As virus creators got more sophisticated, they learned new tricks. One important trick was the ability to load viruses into memory so they could keep running in the background as long as the computer remained on. This gave viruses a much more effective way to replicate themselves. Another trick was the ability to infect the boot sector on floppy disks and hard disks. The boot sector is a small program that is the first part of the operating system that the computer loads. The boot sector contains a tiny program that tells the computer how to load the rest of the operating system. By putting its code in the boot sector, a virus can guarantee it gets executed. It can load itself into memory immediately and it is able to run whenever the computer is on. Boot sector viruses can infect the boot sector of any floppy disk inserted in the machine, and on college campuses where lots of people share machines they spread like wildfire.

In general, both executable and boot sector viruses are not very threatening any more. The first reason for the decline has been the huge size of today's programs. Nearly every program you buy today comes on a compact disc. Compact discs cannot be modified, and that makes viral infection of a CD impossible. The programs are so big that the only easy way to move them around is to buy the CD. People certainly can't carry applications around on a floppy disk like they did in the 1980s, when floppies full of programs were traded like baseball cards. Boot sector viruses have also declined because operating systems now protect the boot sector.

Both boot sector viruses and executable viruses are still possible, but they are a lot harder now and they don't spread nearly as fast as they once could. Call it "shrinking habitat," if you want to use a biological analogy. The environment of floppy disks, small programs and weak operating systems made viruses possible in the 1980s, but that environmental niche has been largely eliminated by huge executables, unchangeable CDs and better operating system safeguards.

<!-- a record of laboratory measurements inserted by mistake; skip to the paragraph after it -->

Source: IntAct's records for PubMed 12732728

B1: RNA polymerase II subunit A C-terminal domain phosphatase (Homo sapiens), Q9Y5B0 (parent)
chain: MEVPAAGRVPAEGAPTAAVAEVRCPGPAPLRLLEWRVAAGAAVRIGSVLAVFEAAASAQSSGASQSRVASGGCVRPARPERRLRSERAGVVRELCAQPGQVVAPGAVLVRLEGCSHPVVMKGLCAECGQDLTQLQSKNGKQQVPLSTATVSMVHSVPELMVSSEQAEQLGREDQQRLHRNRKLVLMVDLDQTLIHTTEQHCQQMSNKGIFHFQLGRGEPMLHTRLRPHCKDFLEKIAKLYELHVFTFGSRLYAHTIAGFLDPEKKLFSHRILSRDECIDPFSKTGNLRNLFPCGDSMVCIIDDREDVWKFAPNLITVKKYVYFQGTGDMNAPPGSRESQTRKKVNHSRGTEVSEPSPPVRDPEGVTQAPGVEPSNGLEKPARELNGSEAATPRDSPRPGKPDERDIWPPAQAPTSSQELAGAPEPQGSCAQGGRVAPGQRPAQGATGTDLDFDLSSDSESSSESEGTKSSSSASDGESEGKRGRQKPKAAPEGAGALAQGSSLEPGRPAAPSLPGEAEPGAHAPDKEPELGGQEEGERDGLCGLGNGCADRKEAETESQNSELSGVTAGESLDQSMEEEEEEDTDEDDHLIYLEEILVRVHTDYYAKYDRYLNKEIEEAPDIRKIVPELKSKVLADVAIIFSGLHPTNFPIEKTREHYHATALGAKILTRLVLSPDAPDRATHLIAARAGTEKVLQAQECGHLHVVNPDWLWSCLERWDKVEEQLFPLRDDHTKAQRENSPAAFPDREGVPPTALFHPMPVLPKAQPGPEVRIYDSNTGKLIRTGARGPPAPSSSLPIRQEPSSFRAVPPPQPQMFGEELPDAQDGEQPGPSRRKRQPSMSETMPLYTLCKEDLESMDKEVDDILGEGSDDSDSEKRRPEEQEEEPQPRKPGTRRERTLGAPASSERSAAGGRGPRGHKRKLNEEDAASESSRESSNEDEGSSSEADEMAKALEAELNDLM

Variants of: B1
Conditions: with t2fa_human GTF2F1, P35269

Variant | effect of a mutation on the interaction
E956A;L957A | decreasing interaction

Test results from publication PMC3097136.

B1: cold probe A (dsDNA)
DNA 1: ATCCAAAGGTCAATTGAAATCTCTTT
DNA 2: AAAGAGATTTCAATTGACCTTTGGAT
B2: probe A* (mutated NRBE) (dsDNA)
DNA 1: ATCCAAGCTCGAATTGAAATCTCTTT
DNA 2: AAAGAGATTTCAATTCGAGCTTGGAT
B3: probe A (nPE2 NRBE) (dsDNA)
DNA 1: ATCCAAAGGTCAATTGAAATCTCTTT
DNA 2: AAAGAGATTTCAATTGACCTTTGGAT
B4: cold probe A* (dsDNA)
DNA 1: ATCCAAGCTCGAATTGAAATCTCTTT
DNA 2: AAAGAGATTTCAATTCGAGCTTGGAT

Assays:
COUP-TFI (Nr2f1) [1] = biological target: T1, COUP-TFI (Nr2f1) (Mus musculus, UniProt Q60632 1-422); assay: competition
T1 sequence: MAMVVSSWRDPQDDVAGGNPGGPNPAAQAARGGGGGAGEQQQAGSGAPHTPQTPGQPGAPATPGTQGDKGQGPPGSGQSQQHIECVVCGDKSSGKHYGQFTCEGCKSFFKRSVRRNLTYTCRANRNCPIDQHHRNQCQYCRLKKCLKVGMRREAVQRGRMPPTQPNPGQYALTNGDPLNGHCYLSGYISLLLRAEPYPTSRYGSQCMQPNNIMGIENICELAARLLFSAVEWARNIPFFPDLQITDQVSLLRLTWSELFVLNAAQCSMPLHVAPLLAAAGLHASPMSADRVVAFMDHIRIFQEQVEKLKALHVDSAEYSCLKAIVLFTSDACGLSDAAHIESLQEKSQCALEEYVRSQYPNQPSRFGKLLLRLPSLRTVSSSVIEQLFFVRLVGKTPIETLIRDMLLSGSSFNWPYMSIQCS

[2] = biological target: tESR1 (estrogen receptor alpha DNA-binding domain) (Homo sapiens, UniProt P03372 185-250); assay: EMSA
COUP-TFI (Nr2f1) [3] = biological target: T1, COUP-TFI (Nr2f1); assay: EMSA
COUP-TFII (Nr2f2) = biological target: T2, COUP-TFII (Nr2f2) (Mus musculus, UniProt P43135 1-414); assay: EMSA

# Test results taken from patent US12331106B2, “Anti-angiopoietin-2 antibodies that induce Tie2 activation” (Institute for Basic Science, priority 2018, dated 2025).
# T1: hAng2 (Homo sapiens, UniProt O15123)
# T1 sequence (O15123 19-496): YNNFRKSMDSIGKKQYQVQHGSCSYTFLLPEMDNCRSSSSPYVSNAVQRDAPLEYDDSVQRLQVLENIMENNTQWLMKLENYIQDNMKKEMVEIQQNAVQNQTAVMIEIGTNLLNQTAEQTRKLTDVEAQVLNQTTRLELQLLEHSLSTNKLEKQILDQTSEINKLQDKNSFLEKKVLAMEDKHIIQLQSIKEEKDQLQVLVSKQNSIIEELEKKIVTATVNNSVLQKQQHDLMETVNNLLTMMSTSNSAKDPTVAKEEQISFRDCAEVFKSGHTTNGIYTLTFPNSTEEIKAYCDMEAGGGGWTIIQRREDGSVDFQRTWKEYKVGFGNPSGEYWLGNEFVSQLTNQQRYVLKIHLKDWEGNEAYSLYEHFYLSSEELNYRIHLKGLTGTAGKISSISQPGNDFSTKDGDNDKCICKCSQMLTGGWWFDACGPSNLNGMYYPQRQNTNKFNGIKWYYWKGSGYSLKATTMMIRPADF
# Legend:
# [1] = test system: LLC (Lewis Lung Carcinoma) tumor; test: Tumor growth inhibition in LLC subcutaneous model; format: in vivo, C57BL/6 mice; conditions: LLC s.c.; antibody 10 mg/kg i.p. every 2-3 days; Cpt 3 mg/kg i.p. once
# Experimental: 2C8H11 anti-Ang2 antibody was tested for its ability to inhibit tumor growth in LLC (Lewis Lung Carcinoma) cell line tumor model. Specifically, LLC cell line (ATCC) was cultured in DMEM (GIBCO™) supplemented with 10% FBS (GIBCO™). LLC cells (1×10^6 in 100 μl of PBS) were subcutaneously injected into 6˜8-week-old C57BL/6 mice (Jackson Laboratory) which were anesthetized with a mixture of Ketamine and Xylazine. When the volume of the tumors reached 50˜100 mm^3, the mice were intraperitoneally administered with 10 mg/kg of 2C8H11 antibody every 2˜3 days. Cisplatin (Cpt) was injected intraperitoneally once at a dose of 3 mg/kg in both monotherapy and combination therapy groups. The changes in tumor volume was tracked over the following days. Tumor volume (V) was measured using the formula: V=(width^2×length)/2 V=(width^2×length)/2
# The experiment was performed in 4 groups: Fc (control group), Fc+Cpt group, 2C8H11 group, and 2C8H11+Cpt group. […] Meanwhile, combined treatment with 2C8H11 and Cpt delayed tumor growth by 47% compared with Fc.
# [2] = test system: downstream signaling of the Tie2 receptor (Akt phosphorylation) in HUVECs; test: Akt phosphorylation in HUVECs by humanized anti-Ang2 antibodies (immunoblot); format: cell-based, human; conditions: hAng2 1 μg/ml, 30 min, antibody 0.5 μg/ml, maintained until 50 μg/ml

Why do people create viruses
A person has to write the code, test it to make sure it spreads properly and then release the virus. A person also designs the virus's attack phase, whether its a silly message or destruction of a hard disk.  There are probably at least three reasons:

  • The first is the same psychology that drives vandals and arsonists. Why would someone want to bust the window on someone else's car, or spray paint signs on buildings or burn down a beautiful forest? For some people that seems to be a thrill. If that sort of person happens to know computer programming, then he or she may funnel energy into the creation of destructive viruses.

  • The second reason has to do with the thrill of watching things blow up. Many people have a fascination with things like explosions and car wrecks. When you were a kid there was probably a boy in your neighborhood who learned how to make gunpowder and who then built bigger and bigger bombs until he either got bored or did some serious damage to himself. Creating a virus that spreads quickly is a little like that -- it creates a bomb inside a computer, and the more computers that get infected, the more "fun" the explosion.

  • The third reason probably involves bragging rights, or the thrill of doing it. Sort of like Mount. Everest. The mountain is there and no one has climbed it, so someone is compelled to do it. If you are a certain type of programmer and you see a security hole that could be exploited, you might simply be compelled to exploit the hole yourself before someone else beats you to it. "Sure, I could TELL someone about the hole. But wouldn't it be better to SHOW them the hole???" That sort of logic leads to many viruses.

Of course, all of the virus creators miss the point that they cause real damage to real people with their creations. Destroying everything on a person's hard disk is real damage. Forcing the people inside a large company to waste thousands of hours cleaning up after a virus is real damage. Even a silly message is real damage because a person then has to waste the time getting rid of it. For this reason, the legal system is getting much harsher in punishing the people who create viruses.

  E-mail Viruses